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I just came back from a trip to the Emergency Vet and I thought I'd share this with all of you.

When I brought the boys in after a trip outside, Buck started coughing like he had something in his throat, then crying which he never does. I stuck my finger in his mouth and felt around and discovered a splinter. It was imbedded in his palette and I couldn't get it out. It kept sliding back and forth.

Off to the E-vet we went. The doctor had a hard time getting the splinter out even with Buck sedated. When he finally removed it, it was slightly over 1" long.

Now, some of you may have seen videos I've posted of Buck running laps with his sticks. He never chews them, just likes to carry them around. Don't know exactly how this happened but it did.

If this can happen to him, it can happen to any dog especially if they like to chew on the sticks.

New rule in this house: NO MORE STICKS!!!!!

Just a word of caution.
 

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Poor baby! I'm so glad he's ok, though!

My friend was just telling me the other day that she was checking her puppy's mouth because he's teething and she found a stick wedged like a bridge across the top of his mouth :(
 

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That is very scary! and I'm glad that Buck's OK. Yes, I can well imagine you'd be pretty much a mess after going through that with him!
Sticks worry me a lot & my youngest dog is always finding sticks & chewing on them! I hate it, but he has gotten much better about leaving them.
 

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i have had a "NO STICK" policy for my dogs for over about 8 yrs now....i almost lost my Lacey-girl b/c of one.....when she was about 2 1/2 we were playing w/ one and as she went to retrieve it for the umpteenth time, it must have jabbed her in the mouth....heard a slight yelp and checked her when she came back to me but found nothing so figured she was ok....about 2 wks later (we had not played w/ sticks in that whole time) she was having a hard time breathing and swallowing and was kinda gagging at times and didn't want to play (this was on a Sunday)....i called my vet and they recommended giving her and aspirin to take any swelling down and if she wasn't better by a.m. to bring her in.....i was up w/ her most the night keeping her breathing by repositioning her when she got in bad positions and had her in the vet at 8 a.m. the next morning....she had a hole in the soft part of the roof of her mouth, about an inch across, that was massively infected.....1 hr of surgery later and she was "better".....if i had waited even till that afternoon, she would have been gone.....(we didn't have an E-vet here at that time, they came about a yr or 2 later)....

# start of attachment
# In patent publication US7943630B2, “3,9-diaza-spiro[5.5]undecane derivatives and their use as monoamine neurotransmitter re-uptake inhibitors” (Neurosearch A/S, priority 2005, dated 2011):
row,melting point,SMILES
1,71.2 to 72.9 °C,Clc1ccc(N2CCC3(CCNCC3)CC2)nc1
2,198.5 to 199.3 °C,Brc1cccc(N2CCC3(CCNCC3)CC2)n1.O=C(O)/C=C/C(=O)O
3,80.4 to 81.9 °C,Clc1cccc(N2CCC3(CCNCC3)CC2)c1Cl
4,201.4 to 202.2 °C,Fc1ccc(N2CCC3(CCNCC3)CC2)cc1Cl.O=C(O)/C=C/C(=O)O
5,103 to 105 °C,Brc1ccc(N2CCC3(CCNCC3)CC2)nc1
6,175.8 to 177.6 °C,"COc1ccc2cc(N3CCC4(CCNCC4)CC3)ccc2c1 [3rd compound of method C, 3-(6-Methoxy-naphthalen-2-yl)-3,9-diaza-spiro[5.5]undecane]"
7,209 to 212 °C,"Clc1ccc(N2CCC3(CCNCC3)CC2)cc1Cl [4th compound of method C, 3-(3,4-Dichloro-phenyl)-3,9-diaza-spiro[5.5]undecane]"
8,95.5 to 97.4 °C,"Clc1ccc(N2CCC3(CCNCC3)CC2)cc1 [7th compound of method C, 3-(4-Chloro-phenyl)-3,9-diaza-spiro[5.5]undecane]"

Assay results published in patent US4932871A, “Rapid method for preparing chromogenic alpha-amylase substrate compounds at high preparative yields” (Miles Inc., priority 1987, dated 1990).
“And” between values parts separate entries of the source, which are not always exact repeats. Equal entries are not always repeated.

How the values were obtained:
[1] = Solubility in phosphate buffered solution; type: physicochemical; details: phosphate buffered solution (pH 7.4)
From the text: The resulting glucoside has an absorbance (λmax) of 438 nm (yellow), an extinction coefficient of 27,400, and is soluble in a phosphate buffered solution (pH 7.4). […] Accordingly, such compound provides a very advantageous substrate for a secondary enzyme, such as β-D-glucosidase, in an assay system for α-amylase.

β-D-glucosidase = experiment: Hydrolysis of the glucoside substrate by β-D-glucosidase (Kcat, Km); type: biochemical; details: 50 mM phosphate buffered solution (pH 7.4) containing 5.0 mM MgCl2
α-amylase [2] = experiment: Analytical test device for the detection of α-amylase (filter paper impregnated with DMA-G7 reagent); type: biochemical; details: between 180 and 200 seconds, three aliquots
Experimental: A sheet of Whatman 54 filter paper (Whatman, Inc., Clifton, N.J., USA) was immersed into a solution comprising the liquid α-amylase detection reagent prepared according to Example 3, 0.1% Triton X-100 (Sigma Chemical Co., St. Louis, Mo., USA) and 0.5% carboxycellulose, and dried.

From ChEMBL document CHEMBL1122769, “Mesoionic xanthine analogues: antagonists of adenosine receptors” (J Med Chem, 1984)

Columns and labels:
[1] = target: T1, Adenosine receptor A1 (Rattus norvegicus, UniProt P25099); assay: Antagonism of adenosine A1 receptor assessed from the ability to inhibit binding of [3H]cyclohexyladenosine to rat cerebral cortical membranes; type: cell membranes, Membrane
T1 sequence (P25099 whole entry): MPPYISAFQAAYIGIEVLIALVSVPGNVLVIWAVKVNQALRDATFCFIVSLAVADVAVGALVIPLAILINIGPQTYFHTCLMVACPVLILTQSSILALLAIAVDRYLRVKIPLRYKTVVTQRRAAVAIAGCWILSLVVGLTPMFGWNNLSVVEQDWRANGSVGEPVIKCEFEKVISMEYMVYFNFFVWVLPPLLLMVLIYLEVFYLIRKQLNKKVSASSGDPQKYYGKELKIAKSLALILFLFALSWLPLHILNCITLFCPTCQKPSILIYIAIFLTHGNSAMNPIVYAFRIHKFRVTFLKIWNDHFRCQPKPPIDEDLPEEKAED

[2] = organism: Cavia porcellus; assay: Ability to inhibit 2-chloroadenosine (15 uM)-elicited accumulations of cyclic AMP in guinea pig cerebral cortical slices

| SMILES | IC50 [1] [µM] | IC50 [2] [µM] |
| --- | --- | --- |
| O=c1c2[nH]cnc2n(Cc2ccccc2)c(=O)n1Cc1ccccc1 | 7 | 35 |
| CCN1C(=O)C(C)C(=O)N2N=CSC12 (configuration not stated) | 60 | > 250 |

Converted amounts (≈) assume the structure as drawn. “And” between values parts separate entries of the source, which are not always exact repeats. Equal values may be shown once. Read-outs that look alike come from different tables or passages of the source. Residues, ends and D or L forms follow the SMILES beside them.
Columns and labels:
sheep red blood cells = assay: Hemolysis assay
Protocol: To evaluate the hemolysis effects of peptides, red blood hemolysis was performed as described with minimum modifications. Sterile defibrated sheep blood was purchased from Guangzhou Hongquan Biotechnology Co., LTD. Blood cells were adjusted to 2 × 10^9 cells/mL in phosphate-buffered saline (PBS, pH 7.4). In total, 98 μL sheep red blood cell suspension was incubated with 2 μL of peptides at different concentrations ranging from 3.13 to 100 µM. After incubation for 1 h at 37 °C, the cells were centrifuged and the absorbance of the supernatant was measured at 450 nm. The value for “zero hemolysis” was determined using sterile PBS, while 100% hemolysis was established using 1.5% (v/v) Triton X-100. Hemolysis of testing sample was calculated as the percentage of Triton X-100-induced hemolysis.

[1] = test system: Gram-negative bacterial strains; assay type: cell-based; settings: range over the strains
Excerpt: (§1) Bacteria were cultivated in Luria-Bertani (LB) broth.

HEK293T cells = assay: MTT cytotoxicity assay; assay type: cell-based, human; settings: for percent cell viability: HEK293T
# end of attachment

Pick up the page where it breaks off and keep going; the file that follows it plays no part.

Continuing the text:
NO MORE STICKS....
 

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I'm glad your pooch is doing better now!

Thanks for the warning. Hunter sometimes fetches sticks and I always made sure they were big enough that he couldn't swallow it and get it logged in his throat, but I never thought of splinters. New rule: no sticks. Tennis balls: yes.
 

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I'm so glad your pup is ok. I cringe when I see dogs chewing on sticks. They can get lodged in their mouths, throats, stomach, intestines, etc. -- all the way down. Splinters from sticks killed one of my childhood dogs. So we don't allow Poca to chew any kind of wood.

My friend was just telling me the other day that she was checking her puppy's mouth because he's teething and she found a stick wedged like a bridge across the top of his mouth :(
This happened to our dog at the beach. One minute she was fine and the next she had snatched a stick off the beach, bitten down on it and a piece got wedged between her upper teeth. I had a devil of a time getting it out. She was whining horribly and so was I since I had to get past her grinding teeth to get the piece out. Ouch! We were inches from going to the emergency room.

Hunter sometimes fetches sticks and I always made sure they were big enough that he couldn't swallow it and get it logged in his throat, but I never thought of splinters. New rule: no sticks. Tennis balls: yes.

I hate to break this to you about tennis balls....http://www.avds-online.org/info/wornteeth.html
 

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I hate to break this to you about tennis balls....http://www.avds-online.org/info/wornteeth.html